Shepard Fairey’s poster of Sexual Bill of Rights activist Amanda Nguyen spells hope for sexual assault survivors everywhere.
HOPE, artist Shepard Fairey’s iconic poster of Barack Obama, was perhaps the most recognizable visual signpost of his campaign — a crucial moment in American history. Now he’s immortalized activist and TED Fellow Amanda Nguyen, whose organization Rise has spent the last several years passing bipartisan legislation to ensure that rights for sexual assault survivors are consistent across state lines. In 2016, Rise’s Sexual Assault Bill of Rights Act—which gives survivors control over the preservation of their rape kits—wasunanimously passed in the House and Senate and signed into federal law by President Obama one year ago.
Nguyen, who was recently honored with a Nobel Peace Prize 2019 nomination, says that it was overwhelming to have Fairey transform her portrait, taken by photographer Bret Hartman, into a poster. “When I first saw it, I think I literally screamed. I grew up looking at Shepherd’s iconic portraits, and the first time I saw his work was his Obama HOPE poster. The fact that I am one of them today is indescribable,” she says.
The poster was commissioned as one of several as a part of We the Future, a campaign spearheaded by art-for-social-change design lab Amplifier to celebrate young leaders at the forefront of change. “Their work is not partisan. It is forming the basis of a new era of human and environmental rights,” Amplifier writes on its Kickstarter campaign to raise funds for the posters. “These icons carry the energy of countless communities and are already showing us a path forward, a way out of this time of uncertainty. These leaders are showing us that the Future is already here, and the work is already happening. It’s time to listen to their voices.”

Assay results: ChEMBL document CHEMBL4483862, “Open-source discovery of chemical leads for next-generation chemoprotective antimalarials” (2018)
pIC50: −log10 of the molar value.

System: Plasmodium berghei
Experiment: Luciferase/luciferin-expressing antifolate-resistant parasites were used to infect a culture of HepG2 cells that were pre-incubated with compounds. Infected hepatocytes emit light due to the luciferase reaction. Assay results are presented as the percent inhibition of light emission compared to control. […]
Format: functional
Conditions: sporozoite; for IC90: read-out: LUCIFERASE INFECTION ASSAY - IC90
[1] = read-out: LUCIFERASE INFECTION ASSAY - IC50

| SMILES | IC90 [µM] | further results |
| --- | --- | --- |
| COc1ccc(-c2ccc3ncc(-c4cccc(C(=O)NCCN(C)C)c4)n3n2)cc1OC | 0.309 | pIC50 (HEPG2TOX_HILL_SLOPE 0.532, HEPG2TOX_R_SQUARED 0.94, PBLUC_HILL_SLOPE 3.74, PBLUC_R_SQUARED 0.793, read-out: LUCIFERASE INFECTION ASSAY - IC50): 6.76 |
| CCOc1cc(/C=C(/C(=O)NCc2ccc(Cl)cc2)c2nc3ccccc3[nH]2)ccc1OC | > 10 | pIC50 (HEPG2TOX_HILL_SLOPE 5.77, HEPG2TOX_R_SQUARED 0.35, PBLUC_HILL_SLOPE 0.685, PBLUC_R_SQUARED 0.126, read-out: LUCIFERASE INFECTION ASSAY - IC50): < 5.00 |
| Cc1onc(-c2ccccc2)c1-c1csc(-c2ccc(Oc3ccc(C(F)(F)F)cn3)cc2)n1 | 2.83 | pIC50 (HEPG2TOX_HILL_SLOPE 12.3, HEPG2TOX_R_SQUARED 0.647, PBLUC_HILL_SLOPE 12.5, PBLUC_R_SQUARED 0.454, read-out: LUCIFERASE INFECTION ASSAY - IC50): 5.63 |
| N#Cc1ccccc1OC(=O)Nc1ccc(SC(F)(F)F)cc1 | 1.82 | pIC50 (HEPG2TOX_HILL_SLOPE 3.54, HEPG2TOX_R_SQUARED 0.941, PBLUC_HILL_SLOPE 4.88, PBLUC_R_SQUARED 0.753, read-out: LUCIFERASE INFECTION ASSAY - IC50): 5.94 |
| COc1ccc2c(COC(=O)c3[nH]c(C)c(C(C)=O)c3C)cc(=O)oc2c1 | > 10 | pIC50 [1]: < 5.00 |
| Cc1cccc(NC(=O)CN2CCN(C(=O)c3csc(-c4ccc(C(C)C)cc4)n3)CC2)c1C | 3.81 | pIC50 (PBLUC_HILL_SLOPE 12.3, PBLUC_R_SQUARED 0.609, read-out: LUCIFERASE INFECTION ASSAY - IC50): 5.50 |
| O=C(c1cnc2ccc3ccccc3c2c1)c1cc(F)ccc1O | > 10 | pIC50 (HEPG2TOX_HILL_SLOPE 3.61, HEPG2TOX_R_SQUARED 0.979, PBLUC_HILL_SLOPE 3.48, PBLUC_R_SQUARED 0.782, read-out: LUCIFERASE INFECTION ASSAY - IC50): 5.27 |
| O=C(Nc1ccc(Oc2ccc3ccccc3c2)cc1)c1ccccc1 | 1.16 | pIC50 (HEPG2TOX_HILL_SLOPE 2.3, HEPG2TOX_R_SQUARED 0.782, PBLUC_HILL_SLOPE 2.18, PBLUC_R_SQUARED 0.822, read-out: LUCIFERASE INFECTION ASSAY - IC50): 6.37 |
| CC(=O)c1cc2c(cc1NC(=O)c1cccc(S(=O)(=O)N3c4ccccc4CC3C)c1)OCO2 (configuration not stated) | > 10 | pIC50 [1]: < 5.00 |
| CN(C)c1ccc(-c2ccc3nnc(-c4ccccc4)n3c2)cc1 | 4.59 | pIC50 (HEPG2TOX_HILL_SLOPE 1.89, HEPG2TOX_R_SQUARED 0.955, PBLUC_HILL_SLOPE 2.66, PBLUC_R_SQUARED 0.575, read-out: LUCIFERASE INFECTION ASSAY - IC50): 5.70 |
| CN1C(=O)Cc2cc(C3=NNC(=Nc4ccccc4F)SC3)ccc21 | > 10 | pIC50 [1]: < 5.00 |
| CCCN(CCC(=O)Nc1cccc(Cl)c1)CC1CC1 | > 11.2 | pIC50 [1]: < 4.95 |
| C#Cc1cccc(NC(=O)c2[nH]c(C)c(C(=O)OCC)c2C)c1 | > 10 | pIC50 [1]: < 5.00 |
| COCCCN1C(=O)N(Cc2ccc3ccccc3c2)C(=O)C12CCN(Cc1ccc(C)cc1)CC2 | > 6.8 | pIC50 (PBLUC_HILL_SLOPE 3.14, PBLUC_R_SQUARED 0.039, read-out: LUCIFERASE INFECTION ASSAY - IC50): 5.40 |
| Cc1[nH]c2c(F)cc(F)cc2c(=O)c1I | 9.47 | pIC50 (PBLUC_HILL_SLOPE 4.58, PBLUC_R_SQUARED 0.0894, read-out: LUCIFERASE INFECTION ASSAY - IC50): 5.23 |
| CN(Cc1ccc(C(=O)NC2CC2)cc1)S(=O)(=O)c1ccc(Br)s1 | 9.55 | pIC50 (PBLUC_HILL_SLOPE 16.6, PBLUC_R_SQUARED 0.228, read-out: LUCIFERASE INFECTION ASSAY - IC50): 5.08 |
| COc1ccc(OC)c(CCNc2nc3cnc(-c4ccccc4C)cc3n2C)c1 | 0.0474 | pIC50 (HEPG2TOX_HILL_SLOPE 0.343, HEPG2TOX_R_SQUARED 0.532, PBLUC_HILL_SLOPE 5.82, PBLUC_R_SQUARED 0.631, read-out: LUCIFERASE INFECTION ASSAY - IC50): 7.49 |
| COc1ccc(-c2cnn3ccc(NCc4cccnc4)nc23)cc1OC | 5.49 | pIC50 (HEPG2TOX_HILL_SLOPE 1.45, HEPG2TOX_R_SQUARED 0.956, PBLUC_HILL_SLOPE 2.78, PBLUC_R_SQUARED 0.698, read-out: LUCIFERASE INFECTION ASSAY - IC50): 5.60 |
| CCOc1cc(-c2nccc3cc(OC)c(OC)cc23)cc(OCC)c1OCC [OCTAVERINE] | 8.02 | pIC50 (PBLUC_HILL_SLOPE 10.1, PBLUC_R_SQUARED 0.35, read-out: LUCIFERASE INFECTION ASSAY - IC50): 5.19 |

Fairey’s original poster was captioned “We the Future: Rewrite the Law,” but Nguyen asked him to change the poster to say “We the Future: Believe Survivors” in solidarity with Dr Christine Blasey Ford and other accusers coming forward during the week of Brett Kavanaugh’s Congressional hearings prior to his Supreme Court appointment.
“It’s been incredible to see so many survivors who have hidden behind shame and guilt of their own stories finally feel safe enough to step forward and reallocate that blame,” says Nguyen. “The stigma-breaking phenomenon of this #MeToo moment has empowered many survivors to channel their trauma into action. Yet there is still a lot of work to do in order to create a society that treats rape seriously and not only makes way for survivors to come forward, but also to be believed.”
Nguyen says she feels more passionate than ever about helping to create a safe and supportive environment for survivors to come forward without infringing on the rights of the accused. In addition to passing the Sexual Assault Survivors’ Bill of Rights in 15 states, Rise is committed to carrying on its work until every state recognizes equality under the law for all survivors.
But Rise is not stopping at the US border. The organization has also recently created a petition asking the United Nations to pass a Sexual Assault Survivors’ Bill of Rights Resolution that would uphold the basic rights of survivors of sexual violence as a fundamental human right.
“There are an estimated 1.3 billion sexual assault survivors in the world, and it is crucial that justice not depend on geography,” says Nguyen. “We’ve been working with international leaders for several years, discussing sexual violence in refugee camps, schools and marginalized communities throughout the world. We’ve taken our conversations with world leaders to the United Nations to discuss how we can make ending sexual violence a priority.”
Nguyen notes there has never been a United Nations resolution focusing on sexual violence despite a plethora of abuses—such as using sexual violence as a tactic for radicalizing citizens to become violent extremists, the existence of bribery fees to report sexual assault to law enforcement and so on.
“If we want to create a more peaceful world, removing all barriers to justice, education and basic human rights is necessary,” says Nguyen. “Let’s work towards a future where survivors everywhere can come forward, be heard, and be believed.”